Before Alex turned two, we tried to expose him to a wide range of cuisines. Throughout our international travels, he ate everything and had a very sophisticated palate. I probably shouldn’t be admitting this, but he especially loves a good dry red wine! When he started school at two years old, he became a really picky eater. Now he’ll only eat “kid foods” like french fries, fish sticks, pizza and ice cream (he still loves wine). I learned that the best thing you can do is expose your children to as many foods as possible from a young age, but ultimately, they form their own food preferences. Now we get excited when he eats a hot dog because at least it has protein!


My son has exactly the same preferences -- hopefully it’s just a phase that all two-year-olds go through! I imagine you’ve done some research on celiac onset. What do we know about when it develops? Are there any preventative measures that parents can take with their children - for example, if kids seem sensitive to gluten, will eliminating it completely make them even less tolerant?


Celiac is a genetic disease, so there is a strong likelihood that if a parent has it, the child will at least have the genetic marker for the disease. However, that does not necessarily mean that the child will develop celiac. Our doctor has advised us not to test Alex until he is three, because it involves some serious blood tests which would be difficult for a small child. Unless he exhibits signs of suffering from gluten (frequent vomiting, blood in the stool, chronic tummy aches) there is no reason to jump the gun. I do know many parents who choose to start their children on gluten-free diets from infancy as a preventative measure or because they believe it’s healthier. My caution here is that if you don’t expose your child to gluten while their gut is developing (and the same goes for allergens like nuts, dairy, etc), their body will see gluten as foreign, and they will be pretty much guaranteed to have a sensitivity to it. I have decided that unless Alex exhibits signs such as stunted growth or physical pain, I won’t rush to get him tested. Thankfully, however, there are so many gluten-free options for kids today.


if you don’t expose your child to gluten while their gut is developing (and the same goes for allergens like nuts, dairy, etc), their body will see gluten as foreign, and they will be pretty much guaranteed to have a sensitivity to it


Cooking for a family with different dietary restrictions must be a constant challenge. What are a couple favorite kid-friendly, gluten-free recipes that the whole family can enjoy?


I actually find it quite easy to cook gluten-free. I don’t keep any wheat flour in my house because I use Blends by Orly for everything that requires flour and it always comes out amazingly. There are so many delicious gluten-free pastas available today. Keeping a Kosher household is thankfully very easy in the U.S., as so many products are already certified Kosher. Living in other countries like France and Australia was more challenging. Families like mine with dietary restrictions are lucky to live in the U.S. where we have so many options.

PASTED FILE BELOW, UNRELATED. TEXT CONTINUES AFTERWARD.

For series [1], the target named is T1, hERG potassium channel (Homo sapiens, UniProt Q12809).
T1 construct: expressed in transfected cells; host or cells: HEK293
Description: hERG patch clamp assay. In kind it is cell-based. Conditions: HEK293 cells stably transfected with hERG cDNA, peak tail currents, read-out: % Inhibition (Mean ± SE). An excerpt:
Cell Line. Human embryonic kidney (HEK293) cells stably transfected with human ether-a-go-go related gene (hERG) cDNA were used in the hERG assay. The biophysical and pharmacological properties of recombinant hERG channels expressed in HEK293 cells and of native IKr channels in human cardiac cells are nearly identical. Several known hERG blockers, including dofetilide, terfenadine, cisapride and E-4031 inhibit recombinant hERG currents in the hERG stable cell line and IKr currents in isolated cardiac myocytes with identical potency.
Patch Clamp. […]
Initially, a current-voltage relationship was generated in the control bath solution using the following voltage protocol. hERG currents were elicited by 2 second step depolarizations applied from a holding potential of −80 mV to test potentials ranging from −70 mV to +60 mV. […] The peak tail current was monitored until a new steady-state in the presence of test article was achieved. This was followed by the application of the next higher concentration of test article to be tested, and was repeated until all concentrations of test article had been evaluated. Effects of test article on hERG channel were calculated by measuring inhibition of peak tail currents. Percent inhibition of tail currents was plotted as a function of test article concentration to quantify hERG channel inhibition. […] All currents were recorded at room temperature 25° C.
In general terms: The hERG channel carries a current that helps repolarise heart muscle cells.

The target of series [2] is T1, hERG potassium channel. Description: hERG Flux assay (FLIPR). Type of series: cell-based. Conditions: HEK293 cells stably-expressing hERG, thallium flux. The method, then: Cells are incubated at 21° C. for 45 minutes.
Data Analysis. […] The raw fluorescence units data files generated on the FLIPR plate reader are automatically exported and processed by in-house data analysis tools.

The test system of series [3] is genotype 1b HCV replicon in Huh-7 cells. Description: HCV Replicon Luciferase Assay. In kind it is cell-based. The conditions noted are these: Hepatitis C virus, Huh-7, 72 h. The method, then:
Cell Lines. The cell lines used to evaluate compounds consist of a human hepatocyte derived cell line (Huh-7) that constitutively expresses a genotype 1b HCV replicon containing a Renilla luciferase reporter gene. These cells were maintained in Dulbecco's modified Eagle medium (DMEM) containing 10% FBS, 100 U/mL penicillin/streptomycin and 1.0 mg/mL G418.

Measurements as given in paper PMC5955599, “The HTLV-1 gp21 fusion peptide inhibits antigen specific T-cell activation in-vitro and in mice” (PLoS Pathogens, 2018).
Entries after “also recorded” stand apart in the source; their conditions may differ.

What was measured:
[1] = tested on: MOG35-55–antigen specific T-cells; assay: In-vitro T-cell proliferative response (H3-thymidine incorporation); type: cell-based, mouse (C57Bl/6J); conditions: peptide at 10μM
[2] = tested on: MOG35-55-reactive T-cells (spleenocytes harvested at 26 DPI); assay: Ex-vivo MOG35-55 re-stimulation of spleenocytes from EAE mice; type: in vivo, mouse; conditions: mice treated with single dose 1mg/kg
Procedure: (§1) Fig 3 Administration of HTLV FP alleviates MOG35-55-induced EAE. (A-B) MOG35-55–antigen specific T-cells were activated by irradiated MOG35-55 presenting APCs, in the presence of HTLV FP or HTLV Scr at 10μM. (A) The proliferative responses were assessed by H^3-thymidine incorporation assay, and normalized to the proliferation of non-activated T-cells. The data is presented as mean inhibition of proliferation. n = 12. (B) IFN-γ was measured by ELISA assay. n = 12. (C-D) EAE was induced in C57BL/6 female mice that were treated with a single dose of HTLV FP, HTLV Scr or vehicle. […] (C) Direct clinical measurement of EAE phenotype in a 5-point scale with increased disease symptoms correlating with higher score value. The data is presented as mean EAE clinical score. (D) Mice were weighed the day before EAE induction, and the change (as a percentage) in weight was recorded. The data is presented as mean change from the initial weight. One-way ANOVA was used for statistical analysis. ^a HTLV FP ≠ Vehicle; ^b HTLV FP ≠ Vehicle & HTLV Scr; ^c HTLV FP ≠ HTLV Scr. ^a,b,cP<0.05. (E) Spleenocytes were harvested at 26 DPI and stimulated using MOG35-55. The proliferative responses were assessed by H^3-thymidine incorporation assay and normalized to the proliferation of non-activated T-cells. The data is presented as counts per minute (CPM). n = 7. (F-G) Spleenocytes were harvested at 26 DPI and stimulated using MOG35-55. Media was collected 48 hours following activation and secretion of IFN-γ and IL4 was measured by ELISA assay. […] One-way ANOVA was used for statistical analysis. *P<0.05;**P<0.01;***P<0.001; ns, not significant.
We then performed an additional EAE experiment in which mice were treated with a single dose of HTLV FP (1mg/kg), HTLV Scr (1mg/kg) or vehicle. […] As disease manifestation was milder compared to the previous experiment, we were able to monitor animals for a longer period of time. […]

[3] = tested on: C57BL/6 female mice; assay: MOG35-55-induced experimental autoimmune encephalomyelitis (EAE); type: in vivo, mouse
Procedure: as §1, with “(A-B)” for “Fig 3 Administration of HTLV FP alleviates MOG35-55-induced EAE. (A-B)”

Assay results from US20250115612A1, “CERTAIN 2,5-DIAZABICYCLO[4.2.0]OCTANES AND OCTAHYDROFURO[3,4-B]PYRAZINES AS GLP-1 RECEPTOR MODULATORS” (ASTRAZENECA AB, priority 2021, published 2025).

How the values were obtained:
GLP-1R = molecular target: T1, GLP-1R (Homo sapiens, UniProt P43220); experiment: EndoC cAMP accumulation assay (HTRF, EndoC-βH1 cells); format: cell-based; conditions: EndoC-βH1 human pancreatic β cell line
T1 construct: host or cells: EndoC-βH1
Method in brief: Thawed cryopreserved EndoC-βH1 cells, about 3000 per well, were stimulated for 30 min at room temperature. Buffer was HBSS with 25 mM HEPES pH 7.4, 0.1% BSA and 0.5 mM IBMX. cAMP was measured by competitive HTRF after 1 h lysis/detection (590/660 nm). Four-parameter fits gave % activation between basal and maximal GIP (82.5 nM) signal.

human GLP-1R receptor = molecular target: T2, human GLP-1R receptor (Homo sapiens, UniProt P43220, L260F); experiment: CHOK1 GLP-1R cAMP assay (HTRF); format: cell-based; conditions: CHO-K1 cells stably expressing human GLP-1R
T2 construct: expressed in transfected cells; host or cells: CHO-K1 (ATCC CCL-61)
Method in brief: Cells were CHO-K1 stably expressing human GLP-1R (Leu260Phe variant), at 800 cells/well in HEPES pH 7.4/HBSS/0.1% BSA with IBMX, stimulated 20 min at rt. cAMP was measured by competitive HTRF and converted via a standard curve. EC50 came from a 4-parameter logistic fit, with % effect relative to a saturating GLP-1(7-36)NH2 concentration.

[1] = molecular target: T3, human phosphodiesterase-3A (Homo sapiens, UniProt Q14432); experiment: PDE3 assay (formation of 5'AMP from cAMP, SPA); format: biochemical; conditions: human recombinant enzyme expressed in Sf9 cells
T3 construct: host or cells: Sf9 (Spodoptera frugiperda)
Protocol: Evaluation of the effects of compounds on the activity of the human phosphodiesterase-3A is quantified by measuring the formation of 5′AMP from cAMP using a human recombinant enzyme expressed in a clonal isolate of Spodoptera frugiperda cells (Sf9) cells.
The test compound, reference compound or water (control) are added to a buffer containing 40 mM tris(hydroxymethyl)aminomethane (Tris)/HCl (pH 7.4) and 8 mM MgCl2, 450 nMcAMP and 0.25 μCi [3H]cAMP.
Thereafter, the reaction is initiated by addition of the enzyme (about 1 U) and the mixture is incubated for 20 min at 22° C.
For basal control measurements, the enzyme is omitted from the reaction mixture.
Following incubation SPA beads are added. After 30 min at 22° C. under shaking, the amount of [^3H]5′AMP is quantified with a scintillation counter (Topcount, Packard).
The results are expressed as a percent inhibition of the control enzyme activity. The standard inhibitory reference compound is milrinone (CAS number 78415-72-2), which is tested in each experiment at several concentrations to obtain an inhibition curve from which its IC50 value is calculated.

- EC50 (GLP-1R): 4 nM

Here are two gluten free recipes that my now-picky two year old son loves to eat for breakfast!

Healthy blueberry pancakes

Cheese Blintzes



Yum - I want those, too! What’s next for you?


Our gluten-free, Kosher eatery opens in February! The daytime concept is called Modern Bread and Bagel, and will offer fresh-baked, gluten-free artisanal breads, pastries, and sandwiches, in-house cured fish, in-house made cheese, and Australian-style coffee. All breads, cakes and pastries will be made with Blends by Orly and my recipes. We hope to be a destination for gluten-free customers from all over the world.


At night, our dinner concept will be called Arba Passionate Mediterranean cuisine. The menu will be seasonal based on the chef’s artistic direction, and we’ll have a robust wine bar with the best Kosher wines from around the world. For Arba, we have partnered with an Israeli celebrity chef name Nir Zook who has a huge following in Israel and is excited to make his debut in NYC.


As for Blends by Orly, I am launching a new line called Grainless Baking Co. -- a line of grain-free, paleo, and nut-free Superfood Flour and Baking Mixes made with fruits, vegetables and quinoa.


Amidst all of this, I am due with our second child in April. As they say, I have a bun in the oven!



Check out Orly’s new bakery/restaurant GFH (Gourmet Food Hub), coming soon to 83rd and Columbus in NYC!


To order Blends By Orly or find a retailer, visit blendsbyorly.com